In 2009, Private First Class Bowe Bergdahl was captured in Afghanistan after deciding to walk off his base. A look at why he left, and the complications surrounding his rescue:
"Within an hour, two F-18s were circling overhead. Afghan forces passed along intelligence that a U.S. soldier had been captured by the Taliban. By that evening, two F-15s – call sign DUDE-21 – had joined the search. A few minutes later, according to files obtained by WikiLeaks, a radio transmission intercepted by U.S. forces stated that the Taliban had captured three civilians and one U.S. soldier. The battalion leading the manhunt entered and searched three compounds in the area, but found nothing significant to report.
"The next morning, more than 24 hours after Bowe had vanished, U.S. intelligence intercepted a conversation between two Taliban fighters:
"'I SWEAR THAT I HAVE NOT HEARD ANYTHING YET. WHAT HAPPENED. IS THAT TRUE THAT THEY CAPTURED AN AMERICAN GUY?'
"'YES THEY DID. HE IS ALIVE. THERE IS NO WHERE HE CAN GO (LOL)' 'IS HE STILL ALIVE?'
"'YES HE IS ALIVE. BUT I DONT HAVE THE WHOLE STORY. DONT KNOW IF THEY WERE FIGHTING. ALL I KNOW IF THEY WERE FIGHTING. ALL I KNOW THAT THEY CAPTURE HIM ALIVE AND THEY ARE WITH HIM RIGHT NOW.'"
PUBLISHED: June 7, 2012
LENGTH: 33 minutes (8300 words)
How the U.S. drone program became central to the Obama administration's counterterrorism efforts. The president has presided over 268 covert drone strikes, five times what George W. Bush ordered:
"But the implications of drones go far beyond a single combat unit or civilian agency. On a broader scale, the remote-control nature of unmanned missions enables politicians to wage war while claiming we're not at war – as the United States is currently doing in Pakistan. What's more, the Pentagon and the CIA can now launch military strikes or order assassinations without putting a single boot on the ground – and without worrying about a public backlash over U.S. soldiers coming home in body bags. The immediacy and secrecy of drones make it easier than ever for leaders to unleash America's military might – and harder than ever to evaluate the consequences of such clandestine attacks.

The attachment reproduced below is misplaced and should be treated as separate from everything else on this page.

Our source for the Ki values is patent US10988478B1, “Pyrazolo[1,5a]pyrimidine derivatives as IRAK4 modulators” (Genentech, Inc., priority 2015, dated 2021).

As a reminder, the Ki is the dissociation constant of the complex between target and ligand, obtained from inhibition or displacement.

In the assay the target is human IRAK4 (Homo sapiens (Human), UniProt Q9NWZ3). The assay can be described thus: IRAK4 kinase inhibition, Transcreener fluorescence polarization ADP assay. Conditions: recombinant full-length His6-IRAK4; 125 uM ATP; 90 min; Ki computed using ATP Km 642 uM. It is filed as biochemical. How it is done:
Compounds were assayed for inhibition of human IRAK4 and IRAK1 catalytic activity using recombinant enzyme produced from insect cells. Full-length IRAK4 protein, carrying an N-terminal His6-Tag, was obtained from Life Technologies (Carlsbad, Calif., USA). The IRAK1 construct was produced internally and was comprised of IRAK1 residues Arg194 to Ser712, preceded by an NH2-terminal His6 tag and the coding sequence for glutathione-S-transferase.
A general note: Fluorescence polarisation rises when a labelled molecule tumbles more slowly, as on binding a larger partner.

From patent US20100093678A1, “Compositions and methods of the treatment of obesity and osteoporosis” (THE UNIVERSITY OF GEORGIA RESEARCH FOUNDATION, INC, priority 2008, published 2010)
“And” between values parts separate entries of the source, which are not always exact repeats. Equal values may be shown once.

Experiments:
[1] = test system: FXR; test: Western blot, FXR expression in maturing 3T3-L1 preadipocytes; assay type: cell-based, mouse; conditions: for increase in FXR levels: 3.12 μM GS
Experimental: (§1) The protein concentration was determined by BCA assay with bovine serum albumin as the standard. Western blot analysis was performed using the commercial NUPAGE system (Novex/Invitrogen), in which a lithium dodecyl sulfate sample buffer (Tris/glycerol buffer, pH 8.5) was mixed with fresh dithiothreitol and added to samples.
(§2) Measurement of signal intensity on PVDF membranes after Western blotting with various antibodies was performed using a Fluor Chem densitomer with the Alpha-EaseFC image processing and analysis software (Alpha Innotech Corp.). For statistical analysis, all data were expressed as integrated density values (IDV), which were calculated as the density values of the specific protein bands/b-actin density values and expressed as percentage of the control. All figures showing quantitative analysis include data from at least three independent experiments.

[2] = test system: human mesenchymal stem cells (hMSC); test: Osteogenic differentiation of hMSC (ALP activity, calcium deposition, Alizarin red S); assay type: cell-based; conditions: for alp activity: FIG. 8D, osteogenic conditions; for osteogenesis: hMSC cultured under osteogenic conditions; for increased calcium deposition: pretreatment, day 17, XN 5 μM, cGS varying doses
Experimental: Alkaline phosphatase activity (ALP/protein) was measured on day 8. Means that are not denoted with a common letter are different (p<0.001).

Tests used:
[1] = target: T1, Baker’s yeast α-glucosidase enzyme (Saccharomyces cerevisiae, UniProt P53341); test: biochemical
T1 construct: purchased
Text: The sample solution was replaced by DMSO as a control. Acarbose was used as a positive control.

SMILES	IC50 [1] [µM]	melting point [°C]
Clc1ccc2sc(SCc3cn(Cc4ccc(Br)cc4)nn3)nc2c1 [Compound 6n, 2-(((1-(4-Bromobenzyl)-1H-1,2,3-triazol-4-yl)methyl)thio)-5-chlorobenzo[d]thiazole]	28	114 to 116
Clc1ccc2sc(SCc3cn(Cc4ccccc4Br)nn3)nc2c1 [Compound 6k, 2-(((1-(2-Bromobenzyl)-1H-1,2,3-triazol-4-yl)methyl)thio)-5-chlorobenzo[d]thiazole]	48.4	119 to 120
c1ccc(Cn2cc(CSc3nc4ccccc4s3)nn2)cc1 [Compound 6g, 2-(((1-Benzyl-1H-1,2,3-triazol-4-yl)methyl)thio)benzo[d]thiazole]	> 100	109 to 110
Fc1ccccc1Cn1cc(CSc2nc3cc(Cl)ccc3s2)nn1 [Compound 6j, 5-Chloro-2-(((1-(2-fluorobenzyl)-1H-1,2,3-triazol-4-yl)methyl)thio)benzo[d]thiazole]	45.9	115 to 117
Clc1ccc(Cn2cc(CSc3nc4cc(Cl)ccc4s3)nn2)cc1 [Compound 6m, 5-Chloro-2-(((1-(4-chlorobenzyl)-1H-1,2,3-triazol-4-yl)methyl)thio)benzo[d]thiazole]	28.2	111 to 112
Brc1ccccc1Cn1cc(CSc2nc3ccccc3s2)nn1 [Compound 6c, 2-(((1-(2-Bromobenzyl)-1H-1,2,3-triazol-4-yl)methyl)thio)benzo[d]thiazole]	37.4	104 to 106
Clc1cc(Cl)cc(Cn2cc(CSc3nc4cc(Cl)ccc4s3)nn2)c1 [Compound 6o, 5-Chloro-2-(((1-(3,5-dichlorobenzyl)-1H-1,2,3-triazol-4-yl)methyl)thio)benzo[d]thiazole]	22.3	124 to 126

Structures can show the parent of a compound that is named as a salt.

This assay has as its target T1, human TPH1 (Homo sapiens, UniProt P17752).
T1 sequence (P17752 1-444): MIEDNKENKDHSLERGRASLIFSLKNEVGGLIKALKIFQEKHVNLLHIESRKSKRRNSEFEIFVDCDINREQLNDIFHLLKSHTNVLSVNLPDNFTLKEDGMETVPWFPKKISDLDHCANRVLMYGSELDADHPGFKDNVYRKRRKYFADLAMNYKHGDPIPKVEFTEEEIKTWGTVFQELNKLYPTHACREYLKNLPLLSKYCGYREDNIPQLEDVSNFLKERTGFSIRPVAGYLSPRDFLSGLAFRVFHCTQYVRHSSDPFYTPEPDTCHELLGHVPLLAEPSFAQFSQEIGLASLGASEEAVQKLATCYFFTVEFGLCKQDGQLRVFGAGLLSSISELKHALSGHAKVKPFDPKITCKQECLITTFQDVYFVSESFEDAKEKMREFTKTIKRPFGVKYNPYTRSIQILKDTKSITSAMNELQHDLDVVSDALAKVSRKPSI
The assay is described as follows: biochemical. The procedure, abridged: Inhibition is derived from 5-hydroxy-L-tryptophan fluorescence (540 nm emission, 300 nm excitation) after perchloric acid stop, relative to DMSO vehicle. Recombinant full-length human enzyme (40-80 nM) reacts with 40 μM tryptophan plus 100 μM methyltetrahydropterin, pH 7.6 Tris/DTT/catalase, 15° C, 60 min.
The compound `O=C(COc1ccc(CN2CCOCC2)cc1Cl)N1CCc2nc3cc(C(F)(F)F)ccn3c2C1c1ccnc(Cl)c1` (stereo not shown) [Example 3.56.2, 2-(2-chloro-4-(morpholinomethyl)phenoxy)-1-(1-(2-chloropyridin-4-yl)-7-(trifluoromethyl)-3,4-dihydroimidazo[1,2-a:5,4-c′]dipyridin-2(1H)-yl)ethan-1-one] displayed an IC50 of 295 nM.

"'Drones have really become the counterterrorism weapon of choice for the Obama administration,' says Rosa Brooks, a Georgetown law professor who helped establish a new Pentagon office devoted to legal and humanitarian policy. 'What I don't think has happened enough is taking a big step back and asking, "Are we creating more terrorists than we're killing? Are we fostering militarism and extremism in the very places we're trying to attack it?" A great deal about the drone strikes is still shrouded in secrecy. It's very difficult to evaluate from the outside how serious of a threat the targeted people pose.'"
PUBLISHED: April 20, 2012
LENGTH: 27 minutes (6935 words)
The president answered these arguments himself. According to one participant's summary, Obama said: Look, the question of who rules Libya is probably not a vital interest to the United States. The atrocities threatened don't compare to atrocities in other parts of the world, I hear that. But there's a big "but" here. First of all, acting would be the right thing to do, because we have an opportunity to prevent a massacre, and we've been asked to do it by the people of Libya, their Arab neighbors and the United Nations. And second, the president said, failing to intervene would be a "psychological pendulum, in terms of the Arab Spring, in favor of repression." He concluded: "Just signing on to a no-fly zone so that we have political cover isn't going to cut it. That's not how America leads." Nor, he added, is it the "image of America I believe in."
PUBLISHED: Oct. 27, 2011
LENGTH: 29 minutes (7431 words)
The orders came from the command of Lt. Gen. William Caldwell, a three-star general in charge of training Afghan troops – the linchpin of U.S. strategy in the war. Over a four-month period last year, a military cell devoted to what is known as "information operations" at Camp Eggers in Kabul was repeatedly pressured to target visiting senators and other VIPs who met with Caldwell. When the unit resisted the order, arguing that it violated U.S. laws prohibiting the use of propaganda against American citizens, it was subjected to a campaign of retaliation.
PUBLISHED: Feb. 24, 2011
LENGTH: 8 minutes (2235 words)
Now, flipping through printout cards of his speech in Paris, McChrystal wonders aloud what Biden question he might get today, and how he should respond. "I never know what's going to pop out until I'm up there, that's the problem," he says. Then, unable to help themselves, he and his staff imagine the general dismissing the vice president with a good one-liner. "Are you asking about Vice President Biden?" McChrystal says with a laugh. "Who's that?" "Biden?" suggests a top adviser. "Did you say: Bite Me?"
PUBLISHED: June 22, 2010
LENGTH: 31 minutes (7813 words)